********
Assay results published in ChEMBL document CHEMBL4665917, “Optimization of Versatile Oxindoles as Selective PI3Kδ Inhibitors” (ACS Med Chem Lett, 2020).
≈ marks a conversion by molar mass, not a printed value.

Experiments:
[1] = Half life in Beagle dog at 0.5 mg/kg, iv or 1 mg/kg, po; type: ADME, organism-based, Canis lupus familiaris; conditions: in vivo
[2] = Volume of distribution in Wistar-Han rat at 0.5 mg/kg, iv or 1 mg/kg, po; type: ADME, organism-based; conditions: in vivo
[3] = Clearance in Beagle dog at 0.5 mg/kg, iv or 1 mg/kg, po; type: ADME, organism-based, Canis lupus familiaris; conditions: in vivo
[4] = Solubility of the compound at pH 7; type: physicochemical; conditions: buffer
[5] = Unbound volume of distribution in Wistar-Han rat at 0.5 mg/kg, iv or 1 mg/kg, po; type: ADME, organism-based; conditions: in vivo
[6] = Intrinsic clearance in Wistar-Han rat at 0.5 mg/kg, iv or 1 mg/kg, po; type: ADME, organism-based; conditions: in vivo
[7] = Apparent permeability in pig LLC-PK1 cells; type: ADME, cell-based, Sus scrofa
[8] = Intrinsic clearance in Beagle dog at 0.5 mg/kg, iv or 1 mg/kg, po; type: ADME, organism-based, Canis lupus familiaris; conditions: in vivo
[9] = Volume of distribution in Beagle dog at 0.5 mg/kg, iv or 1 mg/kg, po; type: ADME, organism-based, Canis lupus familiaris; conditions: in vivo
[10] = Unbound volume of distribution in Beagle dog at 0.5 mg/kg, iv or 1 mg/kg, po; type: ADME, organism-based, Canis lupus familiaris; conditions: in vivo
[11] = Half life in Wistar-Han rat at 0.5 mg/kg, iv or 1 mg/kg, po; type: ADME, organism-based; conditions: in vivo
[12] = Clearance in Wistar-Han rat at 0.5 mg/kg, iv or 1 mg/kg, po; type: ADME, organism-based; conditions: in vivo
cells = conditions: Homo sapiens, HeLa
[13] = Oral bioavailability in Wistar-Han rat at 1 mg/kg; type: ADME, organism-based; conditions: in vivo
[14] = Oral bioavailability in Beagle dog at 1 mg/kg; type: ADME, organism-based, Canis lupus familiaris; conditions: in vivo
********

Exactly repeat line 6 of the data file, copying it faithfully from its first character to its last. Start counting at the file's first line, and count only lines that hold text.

[3] = Clearance in Beagle dog at 0.5 mg/kg, iv or 1 mg/kg, po; type: ADME, organism-based, Canis lupus familiaris; conditions: in vivo